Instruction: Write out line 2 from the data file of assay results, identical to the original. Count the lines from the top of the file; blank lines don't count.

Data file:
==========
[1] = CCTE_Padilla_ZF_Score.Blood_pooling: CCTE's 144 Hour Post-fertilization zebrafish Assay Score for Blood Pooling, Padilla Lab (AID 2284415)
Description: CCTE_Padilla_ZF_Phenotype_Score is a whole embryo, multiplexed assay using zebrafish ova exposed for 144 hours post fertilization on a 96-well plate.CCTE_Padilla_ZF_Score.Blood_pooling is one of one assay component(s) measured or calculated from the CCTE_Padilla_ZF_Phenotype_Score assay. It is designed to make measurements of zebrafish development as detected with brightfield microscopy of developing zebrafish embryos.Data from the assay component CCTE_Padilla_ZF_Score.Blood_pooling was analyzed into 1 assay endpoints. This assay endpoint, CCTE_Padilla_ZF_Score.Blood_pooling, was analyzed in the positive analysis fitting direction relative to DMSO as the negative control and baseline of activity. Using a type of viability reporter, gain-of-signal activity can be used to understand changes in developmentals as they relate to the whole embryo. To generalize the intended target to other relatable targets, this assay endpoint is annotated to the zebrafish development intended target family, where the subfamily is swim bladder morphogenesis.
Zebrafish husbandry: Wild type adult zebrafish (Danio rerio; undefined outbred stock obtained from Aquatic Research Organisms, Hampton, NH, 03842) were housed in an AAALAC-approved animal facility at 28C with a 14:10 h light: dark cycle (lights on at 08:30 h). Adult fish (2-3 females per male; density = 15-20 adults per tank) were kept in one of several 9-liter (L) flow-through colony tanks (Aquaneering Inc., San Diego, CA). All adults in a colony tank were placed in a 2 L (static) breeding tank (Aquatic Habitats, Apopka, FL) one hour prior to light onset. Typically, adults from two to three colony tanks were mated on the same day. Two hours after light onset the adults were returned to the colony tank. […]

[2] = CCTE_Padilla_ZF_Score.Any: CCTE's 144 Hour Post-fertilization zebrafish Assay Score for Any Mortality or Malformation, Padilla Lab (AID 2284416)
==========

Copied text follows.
Description: CCTE_Padilla_ZF_Phenotype_Score is a whole embryo, multiplexed assay using zebrafish ova exposed for 144 hours post fertilization on a 96-well plate.CCTE_Padilla_ZF_Score.Blood_pooling is one of one assay component(s) measured or calculated from the CCTE_Padilla_ZF_Phenotype_Score assay. It is designed to make measurements of zebrafish development as detected with brightfield microscopy of developing zebrafish embryos.Data from the assay component CCTE_Padilla_ZF_Score.Blood_pooling was analyzed into 1 assay endpoints. This assay endpoint, CCTE_Padilla_ZF_Score.Blood_pooling, was analyzed in the positive analysis fitting direction relative to DMSO as the negative control and baseline of activity. Using a type of viability reporter, gain-of-signal activity can be used to understand changes in developmentals as they relate to the whole embryo. To generalize the intended target to other relatable targets, this assay endpoint is annotated to the zebrafish development intended target family, where the subfamily is swim bladder morphogenesis.